37. Salud S de. Sistema Nacional de Vigilancia Epidemiologica. Panorama epidemiológico de fiebre por dengue y fiebre hemorrágica por dengue. 2016. www.inegi.org.mx

38. Cafferata ML, Bardach A, Rey-Ares L, Alcaraz A, Cormick G, Gibbons L, et al. Dengue Epidemiology and Burden of Disease in Latin America and the Caribbean: A Systematic Review of the Literature and Meta-Analysis. Value Heal Reg Issues. Elsevier; 2013;2: 347–356. doi: 10.1016/j.vhri.2013.10.002

39. World Health Organisation. Making choices in health: WHO guide to cost-effectiveness. 2003 [cited 1 Apr 2016]. Available: http://www.who.int/choice/publications/p_2003_generalised_cea.pdf

40. Koopmanschap MA, Rutten FFH, van Ineveld BM, van Roijen L. The friction cost method for measuring indirect costs of disease. J Health Econ. Institute for Medical Technology Assessment, Erasmus University, Rotterdam, The Netherlands; 1995;14: 171–189. doi: 10.1016/0167-6296(94)00044-5

41. World Health Organization. The Global Burden of Disease: 2004 Update. 2008. 10.1038/npp.2011.85

42. Martelli CMT, Siqueira JB, Parente MPPD, de SA Zara AL, Oliveira CS, Braga C, et al. Economic Impact of Dengue: Multicenter Study across Four Brazilian Regions. PLoS Negl Trop Dis. 2015;9: e0004042. doi: 10.1371/journal.pntd.0004042 26402905

43. Edillo FE, Halasa YA, Largo FM, Erasmo JN V, Amoin NB, Alera MTP, et al. Economic cost and burden of dengue in the Philippines. Am J Trop Med Hyg. 2015;92: 360–366. doi: 10.4269/ajtmh.14-0139 25510723

44. Nguyet MN, Duong THK, Trung VT, Nguyen TTHQ, Tran CNB, Long VT, et al. Host and viral features of human dengue cases shape the population of infected and infectious Aedes aegypti mosquitoes. Proc Natl Acad Sci U S A. 2013;110: 9072–7. doi: 10.1073/pnas.1303395110 23674683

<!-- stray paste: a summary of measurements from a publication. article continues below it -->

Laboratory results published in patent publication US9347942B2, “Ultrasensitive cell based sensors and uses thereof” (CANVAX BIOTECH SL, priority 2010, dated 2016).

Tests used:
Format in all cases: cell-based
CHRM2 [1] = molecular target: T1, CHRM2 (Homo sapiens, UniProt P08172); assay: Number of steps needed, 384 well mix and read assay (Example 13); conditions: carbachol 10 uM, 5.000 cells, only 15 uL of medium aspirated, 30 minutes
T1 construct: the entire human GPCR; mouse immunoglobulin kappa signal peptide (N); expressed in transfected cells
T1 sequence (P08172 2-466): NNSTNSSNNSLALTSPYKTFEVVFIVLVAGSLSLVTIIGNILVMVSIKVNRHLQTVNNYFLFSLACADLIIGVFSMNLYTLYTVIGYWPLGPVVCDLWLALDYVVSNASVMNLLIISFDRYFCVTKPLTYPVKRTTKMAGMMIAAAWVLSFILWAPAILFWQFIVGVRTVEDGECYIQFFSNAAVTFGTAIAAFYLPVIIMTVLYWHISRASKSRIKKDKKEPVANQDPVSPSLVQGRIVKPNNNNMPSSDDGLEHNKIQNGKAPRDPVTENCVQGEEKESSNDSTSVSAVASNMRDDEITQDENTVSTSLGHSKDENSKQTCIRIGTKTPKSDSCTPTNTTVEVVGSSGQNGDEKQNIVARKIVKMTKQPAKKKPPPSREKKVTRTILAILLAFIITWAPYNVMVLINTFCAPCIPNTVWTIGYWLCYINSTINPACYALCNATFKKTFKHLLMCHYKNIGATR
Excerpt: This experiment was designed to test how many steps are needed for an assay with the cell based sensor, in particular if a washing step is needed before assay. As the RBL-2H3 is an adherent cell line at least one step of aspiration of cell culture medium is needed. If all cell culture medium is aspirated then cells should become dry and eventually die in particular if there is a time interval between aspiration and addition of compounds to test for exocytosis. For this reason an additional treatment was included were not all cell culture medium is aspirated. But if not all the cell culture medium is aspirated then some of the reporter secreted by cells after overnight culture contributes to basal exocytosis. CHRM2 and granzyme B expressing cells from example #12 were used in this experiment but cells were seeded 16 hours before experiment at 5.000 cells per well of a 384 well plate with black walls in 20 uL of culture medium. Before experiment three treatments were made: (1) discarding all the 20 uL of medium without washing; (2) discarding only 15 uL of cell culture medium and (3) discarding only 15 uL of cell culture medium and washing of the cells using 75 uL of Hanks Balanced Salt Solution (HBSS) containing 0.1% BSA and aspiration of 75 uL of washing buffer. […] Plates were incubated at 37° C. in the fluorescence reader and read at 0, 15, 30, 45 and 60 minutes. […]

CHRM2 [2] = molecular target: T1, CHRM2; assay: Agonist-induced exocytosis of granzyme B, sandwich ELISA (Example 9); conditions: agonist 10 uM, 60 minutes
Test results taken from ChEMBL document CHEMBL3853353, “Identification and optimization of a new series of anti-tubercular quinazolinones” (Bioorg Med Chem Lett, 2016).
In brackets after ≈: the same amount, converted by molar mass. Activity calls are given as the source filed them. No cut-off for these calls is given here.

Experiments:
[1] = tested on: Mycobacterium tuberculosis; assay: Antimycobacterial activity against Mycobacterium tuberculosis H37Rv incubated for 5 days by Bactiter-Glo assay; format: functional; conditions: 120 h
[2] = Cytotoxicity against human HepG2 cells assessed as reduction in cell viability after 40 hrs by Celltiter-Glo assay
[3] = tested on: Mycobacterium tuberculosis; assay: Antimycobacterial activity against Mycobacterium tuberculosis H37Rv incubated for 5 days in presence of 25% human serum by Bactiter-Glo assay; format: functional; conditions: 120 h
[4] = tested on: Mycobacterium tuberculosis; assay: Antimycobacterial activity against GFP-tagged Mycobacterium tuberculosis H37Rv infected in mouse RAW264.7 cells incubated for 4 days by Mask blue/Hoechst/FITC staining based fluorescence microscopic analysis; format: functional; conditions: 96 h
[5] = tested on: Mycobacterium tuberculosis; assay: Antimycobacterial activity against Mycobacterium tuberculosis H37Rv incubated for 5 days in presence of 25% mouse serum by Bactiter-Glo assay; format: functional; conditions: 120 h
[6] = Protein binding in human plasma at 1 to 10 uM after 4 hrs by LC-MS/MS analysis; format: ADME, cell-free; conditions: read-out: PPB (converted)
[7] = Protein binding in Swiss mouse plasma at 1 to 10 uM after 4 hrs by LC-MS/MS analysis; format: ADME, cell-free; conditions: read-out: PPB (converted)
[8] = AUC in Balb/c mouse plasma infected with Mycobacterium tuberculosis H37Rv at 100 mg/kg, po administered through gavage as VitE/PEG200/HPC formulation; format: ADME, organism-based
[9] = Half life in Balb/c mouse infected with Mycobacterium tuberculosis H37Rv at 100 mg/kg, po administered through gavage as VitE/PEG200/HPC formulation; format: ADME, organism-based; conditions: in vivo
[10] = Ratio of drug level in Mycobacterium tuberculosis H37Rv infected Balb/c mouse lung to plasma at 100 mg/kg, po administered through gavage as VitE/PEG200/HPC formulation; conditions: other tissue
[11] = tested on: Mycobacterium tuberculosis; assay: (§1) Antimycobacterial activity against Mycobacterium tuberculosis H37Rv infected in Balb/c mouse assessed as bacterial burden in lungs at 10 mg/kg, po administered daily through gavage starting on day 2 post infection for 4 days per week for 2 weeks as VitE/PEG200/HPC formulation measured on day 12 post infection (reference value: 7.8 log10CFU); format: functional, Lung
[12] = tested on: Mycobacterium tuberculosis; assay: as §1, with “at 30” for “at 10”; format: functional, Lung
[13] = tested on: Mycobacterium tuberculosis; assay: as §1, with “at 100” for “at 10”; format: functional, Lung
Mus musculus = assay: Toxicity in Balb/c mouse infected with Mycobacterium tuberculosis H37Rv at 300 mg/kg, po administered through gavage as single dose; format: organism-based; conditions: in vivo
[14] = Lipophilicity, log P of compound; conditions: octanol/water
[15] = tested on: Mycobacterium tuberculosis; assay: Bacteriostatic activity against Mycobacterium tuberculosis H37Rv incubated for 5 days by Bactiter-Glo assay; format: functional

45. Duong V, Lambrechts L, Paul RE, Ly S, Lay RS, Long KC, et al. Asymptomatic humans transmit dengue virus to mosquitoes. Proc Natl Acad Sci. 2015;112: 14688–14693. doi: 10.1073/pnas.1508114112 26553981

Štítky
Interní lékařství

Článek vyšel v časopise

PLOS Medicine


2016 Číslo 11

Nejčtenější v tomto čísle

Tomuto tématu se dále věnují…


Kurzy

Zvyšte si kvalifikaci online z pohodlí domova

Jistoty a nástrahy antikoagulační léčby aneb kardiolog - neurolog - farmakolog - nefrolog - právník diskutují
nový kurz
Autoři: doc. MUDr. Štěpán Havránek, Ph.D., prof. MUDr. Roman Herzig, Ph.D., doc. MUDr. Karel Urbánek, Ph.D., prim. MUDr. Jan Vachek, MUDr. et Mgr. Jolana Těšínová, Ph.D.

Léčba akutní pooperační bolesti
Autoři: doc. MUDr. Jiří Málek, CSc.

Nové antipsychotikum kariprazin v léčbě schizofrenie
Autoři: Prof. MUDr. Cyril Höschl, DrSc., FRCPsych.

Familiární transthyretinová periferní polyneuropatie
Autoři: MUDr. Radim Mazanec, Ph.D.

Diabetes mellitus a kardiovaskulární riziko, možnosti jeho ovlivnění
Autoři:

Všechny kurzy
Kurzy Doporučená témata Časopisy
Přihlášení
Zapomenuté heslo

Nemáte účet?  Registrujte se

Zapomenuté heslo

Zadejte e-mailovou adresu se kterou jste vytvářel(a) účet, budou Vám na ni zaslány informace k nastavení nového hesla.

Přihlášení

Nemáte účet?  Registrujte se